On Sunday, January 15, 2017 Hamline’s Creative Writing Programs will host a Graduate Recognition ceremony to honor all the students who have completed their studies and will be receiving an MFA from Hamline University. During the months of December and January we will be featuring our soon-to-be alumni as they look back on their time at Hamline University. Today’s new graduate is Tasslyn Magnusson.

What do you do when you’re not working on packets?

Sometimes I secretly help people raise money for good non profits but I’m trying to quit that habit. Mostly I write, read, and parent.

How did you hear about the Hamline MFAC Program?

I knew the amazing Anne Ursu and saw her passion and dedication to the program and sharing kid’s literature with the world.

What was your writing experience prior to entering the program?

I wrote as a kid and through high school and a bit in college. But in the past couple of years before MFAC I wrote short incredible creative passionate pieces to ask people to give me their money which were a mix of fiction and creative essay. I much prefer writing for kids. It’s a lot more honest.

What do remember most about your first residency?

Feeling like I belonged. That suddenly everything made sense in my world. That I never wanted it to end. And it was cold. And I live here. 

Have you focused on any one form (picture book, novel, nonfiction, graphic novel) or age group in your writing? Did you try a form you never thought you’d try?

I came into the program claiming I wanted to write non fiction for YA and worked with Claire Rudolf Murphy. After the first packet she and I agreed that I really was writing fiction and I should be happy about that – which I was. And probably loved middle grade. Everybody in workshops suggested I turn what I had written into a novel in verse and so second semester I worked with Ron Koertge. I was a poetry baby and had to look things up all the time – what is a sestina? Sonnet? I wrote a novel in verse and fell in love with poetry and the whole verse novel form. So much that I examined white space in verse novels for my critical thesis with Phyllis Root. And wrote two horror picture books. Everybody should work with Phyllis for their critical thesis. She is amazing. I continued to work on the verse novel and got Ron for round two of verse novels. Or so I thought. Then promptly (or not so promptly or not so willingly) I turned that verse novel into prose. I really miss my verses but there is always time for more. Plus, the story works better this way.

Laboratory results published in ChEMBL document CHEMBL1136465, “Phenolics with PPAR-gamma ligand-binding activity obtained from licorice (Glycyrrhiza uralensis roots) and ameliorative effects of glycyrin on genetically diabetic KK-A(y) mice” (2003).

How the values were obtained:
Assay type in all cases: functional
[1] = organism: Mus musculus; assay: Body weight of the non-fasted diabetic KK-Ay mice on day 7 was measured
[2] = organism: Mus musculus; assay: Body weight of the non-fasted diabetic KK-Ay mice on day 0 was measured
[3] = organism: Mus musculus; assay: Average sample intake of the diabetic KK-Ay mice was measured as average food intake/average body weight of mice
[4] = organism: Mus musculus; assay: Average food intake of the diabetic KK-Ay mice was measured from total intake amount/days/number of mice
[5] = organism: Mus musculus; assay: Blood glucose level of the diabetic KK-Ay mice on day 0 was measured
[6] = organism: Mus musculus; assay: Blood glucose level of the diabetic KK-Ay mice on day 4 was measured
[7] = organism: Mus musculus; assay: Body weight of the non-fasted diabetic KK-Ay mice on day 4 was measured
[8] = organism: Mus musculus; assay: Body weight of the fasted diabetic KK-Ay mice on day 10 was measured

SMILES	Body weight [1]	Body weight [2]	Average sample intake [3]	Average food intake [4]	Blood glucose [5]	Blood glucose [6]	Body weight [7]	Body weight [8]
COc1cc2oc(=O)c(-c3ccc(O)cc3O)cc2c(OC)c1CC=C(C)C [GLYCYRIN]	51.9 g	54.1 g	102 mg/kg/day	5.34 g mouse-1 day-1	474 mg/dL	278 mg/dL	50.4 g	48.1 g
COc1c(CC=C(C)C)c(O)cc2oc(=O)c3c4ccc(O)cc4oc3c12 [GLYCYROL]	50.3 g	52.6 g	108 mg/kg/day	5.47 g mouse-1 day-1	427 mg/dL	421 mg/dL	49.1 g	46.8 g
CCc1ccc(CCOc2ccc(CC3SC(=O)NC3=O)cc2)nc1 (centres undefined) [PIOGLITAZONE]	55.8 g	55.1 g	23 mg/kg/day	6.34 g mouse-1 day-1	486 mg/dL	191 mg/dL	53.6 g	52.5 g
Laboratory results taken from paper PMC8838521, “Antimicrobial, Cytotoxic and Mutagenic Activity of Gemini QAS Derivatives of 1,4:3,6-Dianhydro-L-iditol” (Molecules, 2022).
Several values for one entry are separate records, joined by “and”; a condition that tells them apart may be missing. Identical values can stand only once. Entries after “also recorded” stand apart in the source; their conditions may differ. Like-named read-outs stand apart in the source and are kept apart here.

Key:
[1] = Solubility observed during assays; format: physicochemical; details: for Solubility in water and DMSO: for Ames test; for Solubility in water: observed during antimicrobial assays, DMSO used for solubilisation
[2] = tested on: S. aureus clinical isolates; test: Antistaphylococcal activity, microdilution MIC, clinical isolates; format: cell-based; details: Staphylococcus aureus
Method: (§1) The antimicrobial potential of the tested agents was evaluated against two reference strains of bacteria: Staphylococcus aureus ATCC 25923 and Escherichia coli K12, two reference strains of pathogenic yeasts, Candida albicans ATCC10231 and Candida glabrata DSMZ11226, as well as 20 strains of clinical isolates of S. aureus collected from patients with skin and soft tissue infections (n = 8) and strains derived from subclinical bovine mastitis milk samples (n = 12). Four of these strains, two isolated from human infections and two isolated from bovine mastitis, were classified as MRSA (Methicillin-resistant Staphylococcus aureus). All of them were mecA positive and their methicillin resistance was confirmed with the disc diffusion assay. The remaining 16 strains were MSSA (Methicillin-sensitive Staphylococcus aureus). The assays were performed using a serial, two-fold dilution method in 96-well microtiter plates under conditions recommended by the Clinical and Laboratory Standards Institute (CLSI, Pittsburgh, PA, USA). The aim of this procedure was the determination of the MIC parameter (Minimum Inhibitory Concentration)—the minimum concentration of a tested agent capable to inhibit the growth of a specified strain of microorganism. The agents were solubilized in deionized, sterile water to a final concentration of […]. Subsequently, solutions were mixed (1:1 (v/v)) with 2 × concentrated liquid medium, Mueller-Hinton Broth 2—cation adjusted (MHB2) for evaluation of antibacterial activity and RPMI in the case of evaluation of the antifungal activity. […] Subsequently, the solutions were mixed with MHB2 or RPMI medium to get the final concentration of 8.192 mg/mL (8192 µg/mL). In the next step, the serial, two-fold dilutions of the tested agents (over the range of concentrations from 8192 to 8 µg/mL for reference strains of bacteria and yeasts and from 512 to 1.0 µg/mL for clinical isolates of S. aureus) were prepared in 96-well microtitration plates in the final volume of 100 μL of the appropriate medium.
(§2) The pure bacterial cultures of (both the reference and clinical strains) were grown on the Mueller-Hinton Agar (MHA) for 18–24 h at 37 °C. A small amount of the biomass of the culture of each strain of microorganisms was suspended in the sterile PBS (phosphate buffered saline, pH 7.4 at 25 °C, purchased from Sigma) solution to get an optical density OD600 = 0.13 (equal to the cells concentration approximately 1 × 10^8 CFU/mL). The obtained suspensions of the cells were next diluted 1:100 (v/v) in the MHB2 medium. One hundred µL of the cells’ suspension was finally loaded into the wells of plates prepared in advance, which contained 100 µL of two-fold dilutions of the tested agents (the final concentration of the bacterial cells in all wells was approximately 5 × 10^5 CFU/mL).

Tell us about your Creative Thesis.

It’s a story about a boy, Joey, who lives with mom and little sister Else. Life is going okay, not great, but not too bad. He finally gets permission from his mom to learn minecraft – all his friends have played for over six months. Else lives as a dog about half the time which is just about all he can take. But then his mom starts to get even weirder than normal, stops cooking, stops going to work, stops really taking much care of them. Or good care of them. And Joey’s forced to figure out what to do next at home, at school, for Else, and for himself. That journey involves a few challenges, particularly in the kitchen, but a part that I love – Joey makes friends with the butcher at the grocery store. What middle school boy wouldn’t want to hang out with the knives and other cutting implements? 

What changes have you seen in your writing during your studies?

I work harder than I ever thought I would. And love it even more than I could imagine I would. 

Any advice for entering students or for people considering the program?


Be willing to try anything in front of you – any writing exercise, any adviser. You never know how they or it will transform your world.